Yesterday I cooked out with friends from the Appalachian Mountain Club at Fort Williams State Park in Cape Elizabeth, Maine. Our group shivered in the cool mist and watched a few tourists attempt to swim. It was the first time I’d been to the beach all summer; the last time was in April, on that freaky Sunday when it was in the 80s and people stripped down to swimsuits at Scarborough Beach. I took pictures of surfers and waded in the cold foamy water. But this summer has been so rainy—60 days and nights of rain at least—that many Maine residents and visitors haven’t had a chance to enjoy the beaches. What’s worse, even on the occasional sunny day, numerous state beaches have been closed throughout the nation because of run-off. Those who go despite the warnings and “closed” signs, deal with stinky streams of run-off, dead things, dirty water. Not exactly a day at the beach, folks.
But is the run-off bad for beaches because of the pollution that comes along with it, or is the amount of freshwater run-off the main problem, with effects of erosion as a side-effect?
The National Resources Defense Council (NRDC) just released a report about this very phenomenon: New Report Offers 5-Star Rating Guide for 200 Popular U.S. Beaches and Analysis Revealing Climate Change to Make Water Pollution Worse For press release, go to: http://www.nrdc.org/media/2009/090729.asp
For the full report, visit: http://www.nrdc.org/water/oceans/ttw/titinx.asp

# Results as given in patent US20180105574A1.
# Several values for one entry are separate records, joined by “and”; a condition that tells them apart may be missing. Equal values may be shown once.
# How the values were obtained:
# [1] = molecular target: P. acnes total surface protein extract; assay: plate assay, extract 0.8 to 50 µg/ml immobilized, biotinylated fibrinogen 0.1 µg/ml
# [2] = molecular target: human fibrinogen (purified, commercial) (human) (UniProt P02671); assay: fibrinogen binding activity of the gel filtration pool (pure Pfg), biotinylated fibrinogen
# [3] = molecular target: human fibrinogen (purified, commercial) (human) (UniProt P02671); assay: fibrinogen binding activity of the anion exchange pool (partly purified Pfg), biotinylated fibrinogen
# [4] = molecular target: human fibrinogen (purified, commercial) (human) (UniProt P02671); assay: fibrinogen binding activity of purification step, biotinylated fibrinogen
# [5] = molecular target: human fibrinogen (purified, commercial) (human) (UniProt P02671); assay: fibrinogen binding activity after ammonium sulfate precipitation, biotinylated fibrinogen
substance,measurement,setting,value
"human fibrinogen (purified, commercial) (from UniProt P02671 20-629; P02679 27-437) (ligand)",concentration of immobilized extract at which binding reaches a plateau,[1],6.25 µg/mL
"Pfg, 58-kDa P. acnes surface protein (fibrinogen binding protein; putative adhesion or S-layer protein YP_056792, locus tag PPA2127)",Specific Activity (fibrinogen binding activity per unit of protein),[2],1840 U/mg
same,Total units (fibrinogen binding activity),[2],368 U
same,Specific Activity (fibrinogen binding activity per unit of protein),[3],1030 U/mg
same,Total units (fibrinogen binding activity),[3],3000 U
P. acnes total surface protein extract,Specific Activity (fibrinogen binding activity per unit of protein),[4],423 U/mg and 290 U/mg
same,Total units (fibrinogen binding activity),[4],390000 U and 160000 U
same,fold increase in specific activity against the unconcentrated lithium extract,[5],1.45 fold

The run-off problem affects people and wildlife. For example, a recent report by the U.S. Geological Survey shows that the sea otter population along California’s coast experienced the most alarming decline in a decade. Laboratory tests show the otters are dying off from bacteria, viruses and parasites from urban sewage and agricultural runoff that pollute creeks and coastal waters. See USGS’s June 2009 report here http://www.usgs.gov/newsroom/article.asp?ID=2247 and a related NOAA article from 2003, http://www.magazine.noaa.gov/stories/mag72.htm
On top of the run-off problem, beaches are under another set of pressures from climate change, including sea level rise. For various studies and reports on sea level rise, visit ASWM’s climate change webpage, at: http://aswm.org/wetland-science/climate-change
To visit an interesting blog on this topic, visit:
Check out these related links to stories about beach closings around the country and information on some state beach quality monitoring programs.
Maine Healthy Beaches Program
Coastal Alabama Beach Monitoring Program
Rhode Island Beach Monitoring Program
Iowa Beach Monitoring Program
Oregon Beach Monitoring Program
Mississippi Beach Monitoring Program
Michigan Beach Monitoring Program
Beach Closings in California
Beach Closings in Wisconsin
And for related information, go to:
Beach Warnings in Boston, MA area
Beach Closings in New Jersey
Testing the Waters in CT